SEMINAR: Towards a more sustainable agriculture through managing soil microbiomes


Zoom Webinar:


Sustainable agricultural production aims to meet future food, feed and fibre demands with the given natural resources and without adverse environmental impact or greater land consumption. However, intensification of modern agricultural practices over recent decades with the ultimate aim of higher yields widely neglected environmental consequences. This resulted in a reduced soil fertility and biodiversity, accumulation of plant pathogens, environmental contamination with agrochemicals and soil erosion jeopardizing soil health. Soil microorganisms are critical for soil-related ecosystem services. Harnessing their huge untapped and largely unexplored taxonomic and functional diversity and gaining a better mechanistic understanding of plant-microbe interactions under various agricultural management practices can open up new ways to support an economically and environmentally benign plant production. In my talk, I will present research insights from different three projects on modulating the rhizosphere microbiome through single inoculants, consortia or rhizosphere microbiome transplants performed under greenhouse or field conditions. Our data show that the external rhizosphere manipulation by inoculation with beneficial microbial strains or multi-species consortia or microbiome transplants hold great promise for improving plant´s growth or resistance towards pathogens and drought.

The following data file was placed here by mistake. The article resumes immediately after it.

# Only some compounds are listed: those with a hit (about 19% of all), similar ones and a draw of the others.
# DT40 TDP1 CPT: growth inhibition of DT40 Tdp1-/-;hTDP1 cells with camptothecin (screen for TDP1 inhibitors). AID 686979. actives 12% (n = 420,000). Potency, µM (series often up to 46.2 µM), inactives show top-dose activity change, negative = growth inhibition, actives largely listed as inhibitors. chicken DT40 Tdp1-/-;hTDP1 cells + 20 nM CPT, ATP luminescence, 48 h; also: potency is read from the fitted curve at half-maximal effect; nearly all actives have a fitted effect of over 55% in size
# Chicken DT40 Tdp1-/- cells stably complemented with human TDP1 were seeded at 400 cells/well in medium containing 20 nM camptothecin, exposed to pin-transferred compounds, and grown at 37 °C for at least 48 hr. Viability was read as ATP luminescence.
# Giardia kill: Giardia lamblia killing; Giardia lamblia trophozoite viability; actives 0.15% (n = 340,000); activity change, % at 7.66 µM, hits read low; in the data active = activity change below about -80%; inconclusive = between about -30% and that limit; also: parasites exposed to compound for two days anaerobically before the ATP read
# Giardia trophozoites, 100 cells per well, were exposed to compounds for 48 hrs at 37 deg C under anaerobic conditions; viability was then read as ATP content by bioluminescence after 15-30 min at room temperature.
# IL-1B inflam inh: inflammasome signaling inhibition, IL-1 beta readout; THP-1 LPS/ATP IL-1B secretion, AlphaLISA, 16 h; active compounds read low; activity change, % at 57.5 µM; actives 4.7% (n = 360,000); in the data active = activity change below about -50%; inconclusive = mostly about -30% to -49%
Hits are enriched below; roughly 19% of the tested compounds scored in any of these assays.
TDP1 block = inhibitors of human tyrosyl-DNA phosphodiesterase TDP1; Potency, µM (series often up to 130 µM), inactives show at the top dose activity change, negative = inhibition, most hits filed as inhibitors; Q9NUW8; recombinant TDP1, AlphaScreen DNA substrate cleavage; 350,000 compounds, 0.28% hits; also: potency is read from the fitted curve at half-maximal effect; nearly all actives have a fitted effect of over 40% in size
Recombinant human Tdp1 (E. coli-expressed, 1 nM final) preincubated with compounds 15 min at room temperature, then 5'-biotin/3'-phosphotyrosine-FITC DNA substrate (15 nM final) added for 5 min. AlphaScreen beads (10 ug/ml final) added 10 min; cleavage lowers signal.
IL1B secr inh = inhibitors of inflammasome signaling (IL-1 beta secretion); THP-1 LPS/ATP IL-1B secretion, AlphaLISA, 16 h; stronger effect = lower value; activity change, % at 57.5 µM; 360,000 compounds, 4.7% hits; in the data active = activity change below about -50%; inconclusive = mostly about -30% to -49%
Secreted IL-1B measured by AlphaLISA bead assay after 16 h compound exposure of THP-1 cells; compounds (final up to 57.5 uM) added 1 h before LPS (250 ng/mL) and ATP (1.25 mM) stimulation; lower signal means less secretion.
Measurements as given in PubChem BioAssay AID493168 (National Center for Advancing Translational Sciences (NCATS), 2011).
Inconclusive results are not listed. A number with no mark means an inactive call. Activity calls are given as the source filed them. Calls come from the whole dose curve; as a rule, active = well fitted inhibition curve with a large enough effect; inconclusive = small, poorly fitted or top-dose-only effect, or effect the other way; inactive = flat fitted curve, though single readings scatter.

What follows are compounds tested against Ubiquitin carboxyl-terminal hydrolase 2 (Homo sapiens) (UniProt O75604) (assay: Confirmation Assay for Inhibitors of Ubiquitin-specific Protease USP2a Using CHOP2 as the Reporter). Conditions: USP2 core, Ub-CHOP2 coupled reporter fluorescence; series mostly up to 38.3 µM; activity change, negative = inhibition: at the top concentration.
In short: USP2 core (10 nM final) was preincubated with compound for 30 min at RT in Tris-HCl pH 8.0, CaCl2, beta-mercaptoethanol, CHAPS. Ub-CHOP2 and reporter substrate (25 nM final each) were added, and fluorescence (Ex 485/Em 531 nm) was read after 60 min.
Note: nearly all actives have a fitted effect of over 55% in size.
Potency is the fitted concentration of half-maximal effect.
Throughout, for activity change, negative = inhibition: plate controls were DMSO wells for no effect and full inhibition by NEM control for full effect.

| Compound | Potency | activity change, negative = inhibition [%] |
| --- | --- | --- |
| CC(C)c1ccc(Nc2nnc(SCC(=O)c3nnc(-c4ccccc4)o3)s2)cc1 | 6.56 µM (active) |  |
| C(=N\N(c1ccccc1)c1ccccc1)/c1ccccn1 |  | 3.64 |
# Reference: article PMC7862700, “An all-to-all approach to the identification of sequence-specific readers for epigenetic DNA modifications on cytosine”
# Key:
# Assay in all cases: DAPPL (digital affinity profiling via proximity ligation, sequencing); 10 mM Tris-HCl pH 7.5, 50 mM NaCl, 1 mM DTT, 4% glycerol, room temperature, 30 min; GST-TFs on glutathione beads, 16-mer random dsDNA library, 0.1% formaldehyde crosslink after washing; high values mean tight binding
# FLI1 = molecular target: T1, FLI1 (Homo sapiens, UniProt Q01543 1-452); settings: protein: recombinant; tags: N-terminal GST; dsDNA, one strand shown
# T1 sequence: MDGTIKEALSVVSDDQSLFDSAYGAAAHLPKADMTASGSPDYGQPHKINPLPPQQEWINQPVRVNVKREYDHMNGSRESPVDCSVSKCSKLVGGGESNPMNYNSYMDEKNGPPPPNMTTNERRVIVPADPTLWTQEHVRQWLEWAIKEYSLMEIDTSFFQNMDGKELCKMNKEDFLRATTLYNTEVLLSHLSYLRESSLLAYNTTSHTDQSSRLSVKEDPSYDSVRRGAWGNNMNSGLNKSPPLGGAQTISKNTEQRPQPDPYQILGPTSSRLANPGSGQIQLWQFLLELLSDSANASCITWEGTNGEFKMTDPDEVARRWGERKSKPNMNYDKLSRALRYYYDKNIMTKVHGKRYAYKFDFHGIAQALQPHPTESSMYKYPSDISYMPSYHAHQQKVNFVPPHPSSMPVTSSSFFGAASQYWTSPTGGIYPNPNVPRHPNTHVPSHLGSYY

Speaker: Prof. Kornelia Smalla

Speaker bio:
Professor Dr. Dr. h.c. Kornelia Smalla was the head of the microbial ecology group in the Institute for Epidemiology and Pathogen Diagnostics at the Julius Kühn-Institut (JKI), Federal Research Centre for Cultivated Plants, in Braunschweig until August 2022. She studied chemistry and did her PhD in biochemistry at the Martin-Luther-University in Halle. The venia legendi for microbiology was obtained at the Technical University Braunschweig where she became an adjunct Professor for Microbiology in 2006. From the beginning of the 1990’s Kornelia Smalla contributed to the new field of molecular microbial ecology. The development of cultivation-independent methods to study microbial communities in complex environments and their response to pollutants such as antibiotics is a major theme of her work. Her long-term research interests are unraveling factors that shape the soil and plant microbiomes (e.g. agricultural management, inoculants, pathogens), the transferable resistome and plasmid-mediated bacterial adaptation to changing environments.

Event Quick Information

07 Dec, 2022
10:00 AM - 11:00 AM
Building 5, Room 5220